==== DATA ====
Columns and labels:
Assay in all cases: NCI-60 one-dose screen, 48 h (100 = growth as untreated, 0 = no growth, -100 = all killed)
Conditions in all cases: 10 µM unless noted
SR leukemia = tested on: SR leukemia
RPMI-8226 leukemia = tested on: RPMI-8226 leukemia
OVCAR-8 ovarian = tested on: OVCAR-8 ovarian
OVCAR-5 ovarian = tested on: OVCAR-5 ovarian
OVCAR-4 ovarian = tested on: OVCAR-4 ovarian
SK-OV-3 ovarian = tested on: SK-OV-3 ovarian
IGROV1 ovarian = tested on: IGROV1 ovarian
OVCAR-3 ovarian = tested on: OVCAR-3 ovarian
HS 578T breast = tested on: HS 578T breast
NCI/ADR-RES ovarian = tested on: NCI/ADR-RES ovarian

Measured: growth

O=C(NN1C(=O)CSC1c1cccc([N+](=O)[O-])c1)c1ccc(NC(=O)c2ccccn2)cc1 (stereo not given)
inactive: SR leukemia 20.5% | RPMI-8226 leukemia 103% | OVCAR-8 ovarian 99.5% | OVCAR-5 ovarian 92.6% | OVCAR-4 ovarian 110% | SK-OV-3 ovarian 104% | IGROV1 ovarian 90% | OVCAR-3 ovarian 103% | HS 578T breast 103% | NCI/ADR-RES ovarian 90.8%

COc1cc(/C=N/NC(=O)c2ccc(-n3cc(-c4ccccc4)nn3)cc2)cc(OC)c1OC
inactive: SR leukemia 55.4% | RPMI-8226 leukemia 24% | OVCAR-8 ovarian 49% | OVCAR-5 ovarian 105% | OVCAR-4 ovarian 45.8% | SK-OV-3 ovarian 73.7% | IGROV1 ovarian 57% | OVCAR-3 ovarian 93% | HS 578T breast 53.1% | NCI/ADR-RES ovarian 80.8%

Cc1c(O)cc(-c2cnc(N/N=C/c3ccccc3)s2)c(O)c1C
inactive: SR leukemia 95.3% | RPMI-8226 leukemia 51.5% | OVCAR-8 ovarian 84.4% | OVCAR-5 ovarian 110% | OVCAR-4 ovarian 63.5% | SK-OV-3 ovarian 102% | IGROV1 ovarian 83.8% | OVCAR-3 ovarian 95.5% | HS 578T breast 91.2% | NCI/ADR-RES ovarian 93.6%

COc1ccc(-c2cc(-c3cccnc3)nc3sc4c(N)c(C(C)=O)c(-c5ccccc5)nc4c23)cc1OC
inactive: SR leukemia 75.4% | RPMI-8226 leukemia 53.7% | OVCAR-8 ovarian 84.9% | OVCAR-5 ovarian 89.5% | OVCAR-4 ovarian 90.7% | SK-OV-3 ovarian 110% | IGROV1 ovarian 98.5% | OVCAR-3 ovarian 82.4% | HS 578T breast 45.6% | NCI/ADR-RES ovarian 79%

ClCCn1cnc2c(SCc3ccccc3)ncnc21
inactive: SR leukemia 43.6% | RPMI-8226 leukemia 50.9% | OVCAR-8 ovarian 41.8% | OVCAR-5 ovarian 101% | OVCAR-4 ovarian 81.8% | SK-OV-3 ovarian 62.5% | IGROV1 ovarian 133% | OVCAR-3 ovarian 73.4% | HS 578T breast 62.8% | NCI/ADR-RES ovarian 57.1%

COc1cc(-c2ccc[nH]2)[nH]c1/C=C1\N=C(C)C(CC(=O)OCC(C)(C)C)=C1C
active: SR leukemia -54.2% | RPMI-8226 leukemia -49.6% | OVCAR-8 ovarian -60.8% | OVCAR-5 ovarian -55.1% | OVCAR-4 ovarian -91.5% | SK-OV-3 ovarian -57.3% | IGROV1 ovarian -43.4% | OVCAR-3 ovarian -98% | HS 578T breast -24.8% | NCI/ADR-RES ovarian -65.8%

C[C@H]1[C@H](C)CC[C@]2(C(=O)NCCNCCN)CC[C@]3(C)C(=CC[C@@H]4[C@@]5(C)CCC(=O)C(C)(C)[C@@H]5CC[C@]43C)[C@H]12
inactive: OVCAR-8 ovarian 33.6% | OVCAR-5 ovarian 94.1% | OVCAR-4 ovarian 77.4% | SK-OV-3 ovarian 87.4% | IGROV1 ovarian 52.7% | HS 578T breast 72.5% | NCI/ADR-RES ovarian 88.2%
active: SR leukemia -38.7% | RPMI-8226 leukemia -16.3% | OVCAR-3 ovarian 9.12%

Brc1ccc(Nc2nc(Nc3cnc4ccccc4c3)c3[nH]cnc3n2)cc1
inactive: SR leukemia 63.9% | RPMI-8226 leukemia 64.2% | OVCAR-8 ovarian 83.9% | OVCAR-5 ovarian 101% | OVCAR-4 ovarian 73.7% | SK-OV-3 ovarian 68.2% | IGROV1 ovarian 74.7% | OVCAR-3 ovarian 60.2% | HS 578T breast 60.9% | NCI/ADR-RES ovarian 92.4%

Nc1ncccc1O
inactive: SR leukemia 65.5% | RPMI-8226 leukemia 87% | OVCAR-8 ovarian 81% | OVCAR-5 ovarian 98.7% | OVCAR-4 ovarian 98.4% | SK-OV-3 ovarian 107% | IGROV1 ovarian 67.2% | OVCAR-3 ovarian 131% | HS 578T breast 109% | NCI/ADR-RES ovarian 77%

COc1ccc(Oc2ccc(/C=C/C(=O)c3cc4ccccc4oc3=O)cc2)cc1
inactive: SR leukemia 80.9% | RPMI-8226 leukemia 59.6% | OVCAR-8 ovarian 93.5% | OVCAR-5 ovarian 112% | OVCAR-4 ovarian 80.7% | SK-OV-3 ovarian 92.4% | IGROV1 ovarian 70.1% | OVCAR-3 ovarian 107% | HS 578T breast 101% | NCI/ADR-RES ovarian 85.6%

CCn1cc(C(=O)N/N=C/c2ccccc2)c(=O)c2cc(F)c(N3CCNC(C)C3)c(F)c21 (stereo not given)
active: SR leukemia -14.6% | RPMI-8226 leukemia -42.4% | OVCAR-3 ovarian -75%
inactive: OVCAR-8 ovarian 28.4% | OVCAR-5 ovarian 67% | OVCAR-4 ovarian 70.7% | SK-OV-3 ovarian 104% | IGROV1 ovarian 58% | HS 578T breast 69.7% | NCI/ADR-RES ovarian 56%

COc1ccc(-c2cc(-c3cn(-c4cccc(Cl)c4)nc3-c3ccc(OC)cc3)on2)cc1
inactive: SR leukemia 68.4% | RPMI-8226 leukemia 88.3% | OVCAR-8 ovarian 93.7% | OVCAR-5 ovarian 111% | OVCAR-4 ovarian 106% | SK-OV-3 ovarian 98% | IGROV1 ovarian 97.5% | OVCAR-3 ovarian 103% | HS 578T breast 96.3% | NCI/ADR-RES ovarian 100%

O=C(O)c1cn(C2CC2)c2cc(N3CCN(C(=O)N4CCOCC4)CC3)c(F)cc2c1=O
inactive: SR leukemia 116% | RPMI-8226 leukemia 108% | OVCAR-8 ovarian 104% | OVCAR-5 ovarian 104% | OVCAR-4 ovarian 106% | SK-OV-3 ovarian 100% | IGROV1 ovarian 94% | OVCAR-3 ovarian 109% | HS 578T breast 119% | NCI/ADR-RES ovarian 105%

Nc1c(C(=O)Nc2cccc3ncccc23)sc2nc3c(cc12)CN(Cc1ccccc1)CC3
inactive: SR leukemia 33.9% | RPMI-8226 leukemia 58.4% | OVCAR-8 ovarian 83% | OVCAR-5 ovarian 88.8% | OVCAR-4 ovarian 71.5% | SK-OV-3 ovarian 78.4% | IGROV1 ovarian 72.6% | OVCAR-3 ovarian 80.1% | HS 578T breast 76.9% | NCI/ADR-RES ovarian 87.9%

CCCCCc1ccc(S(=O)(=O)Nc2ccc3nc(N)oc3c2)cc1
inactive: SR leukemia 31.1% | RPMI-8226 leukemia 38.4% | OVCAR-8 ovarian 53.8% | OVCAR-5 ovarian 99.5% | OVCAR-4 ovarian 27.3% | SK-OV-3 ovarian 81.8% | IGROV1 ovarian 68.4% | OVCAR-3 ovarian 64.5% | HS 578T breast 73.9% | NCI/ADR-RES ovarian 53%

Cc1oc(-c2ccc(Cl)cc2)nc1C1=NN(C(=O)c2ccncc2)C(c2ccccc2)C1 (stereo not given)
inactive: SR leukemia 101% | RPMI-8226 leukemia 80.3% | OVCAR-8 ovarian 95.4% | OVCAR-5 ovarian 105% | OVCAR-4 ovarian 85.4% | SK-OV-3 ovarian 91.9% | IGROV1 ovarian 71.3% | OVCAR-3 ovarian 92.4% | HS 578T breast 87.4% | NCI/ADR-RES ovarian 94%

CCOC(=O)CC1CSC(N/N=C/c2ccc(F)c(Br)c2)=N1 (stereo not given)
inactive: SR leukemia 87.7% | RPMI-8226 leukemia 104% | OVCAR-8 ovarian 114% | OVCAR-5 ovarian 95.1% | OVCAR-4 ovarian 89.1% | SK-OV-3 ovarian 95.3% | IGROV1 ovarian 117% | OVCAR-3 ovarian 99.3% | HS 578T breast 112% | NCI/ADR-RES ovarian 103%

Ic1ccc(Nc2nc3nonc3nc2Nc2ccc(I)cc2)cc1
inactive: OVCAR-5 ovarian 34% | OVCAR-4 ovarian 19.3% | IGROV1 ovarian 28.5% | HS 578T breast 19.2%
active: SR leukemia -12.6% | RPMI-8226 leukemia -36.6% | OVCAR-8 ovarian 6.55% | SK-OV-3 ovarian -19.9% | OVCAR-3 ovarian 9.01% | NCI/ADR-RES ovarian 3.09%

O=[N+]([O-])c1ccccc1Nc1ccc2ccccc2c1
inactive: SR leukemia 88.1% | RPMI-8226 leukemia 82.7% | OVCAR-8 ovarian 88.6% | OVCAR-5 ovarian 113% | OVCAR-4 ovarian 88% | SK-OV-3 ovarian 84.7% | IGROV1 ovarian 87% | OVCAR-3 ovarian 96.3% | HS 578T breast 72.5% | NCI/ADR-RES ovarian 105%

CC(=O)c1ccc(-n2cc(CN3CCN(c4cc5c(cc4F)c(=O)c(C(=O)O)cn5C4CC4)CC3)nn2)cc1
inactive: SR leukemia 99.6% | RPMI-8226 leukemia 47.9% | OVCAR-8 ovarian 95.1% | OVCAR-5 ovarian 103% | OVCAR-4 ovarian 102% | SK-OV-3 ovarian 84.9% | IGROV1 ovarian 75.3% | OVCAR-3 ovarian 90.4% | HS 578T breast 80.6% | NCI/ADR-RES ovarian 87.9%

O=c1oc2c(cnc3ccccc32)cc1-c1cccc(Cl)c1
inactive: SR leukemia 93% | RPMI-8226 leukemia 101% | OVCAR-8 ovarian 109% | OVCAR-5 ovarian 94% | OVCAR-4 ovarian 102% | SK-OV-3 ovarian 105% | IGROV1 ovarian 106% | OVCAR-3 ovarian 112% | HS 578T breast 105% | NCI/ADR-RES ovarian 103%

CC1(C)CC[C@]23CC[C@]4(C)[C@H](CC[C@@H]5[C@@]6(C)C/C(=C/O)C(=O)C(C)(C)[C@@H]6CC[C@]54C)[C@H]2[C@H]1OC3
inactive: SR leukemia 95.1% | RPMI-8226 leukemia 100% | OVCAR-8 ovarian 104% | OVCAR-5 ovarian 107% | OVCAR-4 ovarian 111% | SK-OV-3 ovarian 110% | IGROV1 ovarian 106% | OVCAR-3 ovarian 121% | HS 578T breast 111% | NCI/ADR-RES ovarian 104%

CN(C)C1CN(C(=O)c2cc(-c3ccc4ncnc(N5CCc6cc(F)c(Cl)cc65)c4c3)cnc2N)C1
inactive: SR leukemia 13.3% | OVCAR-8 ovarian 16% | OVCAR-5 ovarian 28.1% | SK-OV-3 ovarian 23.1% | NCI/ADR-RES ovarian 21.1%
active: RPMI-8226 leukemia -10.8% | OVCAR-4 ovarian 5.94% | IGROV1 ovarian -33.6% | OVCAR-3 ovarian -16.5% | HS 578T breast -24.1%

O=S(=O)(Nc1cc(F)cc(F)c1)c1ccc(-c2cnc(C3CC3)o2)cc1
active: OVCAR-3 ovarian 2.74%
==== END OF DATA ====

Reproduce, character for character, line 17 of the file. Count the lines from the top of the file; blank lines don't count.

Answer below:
COc1cc(/C=N/NC(=O)c2ccc(-n3cc(-c4ccccc4)nn3)cc2)cc(OC)c1OC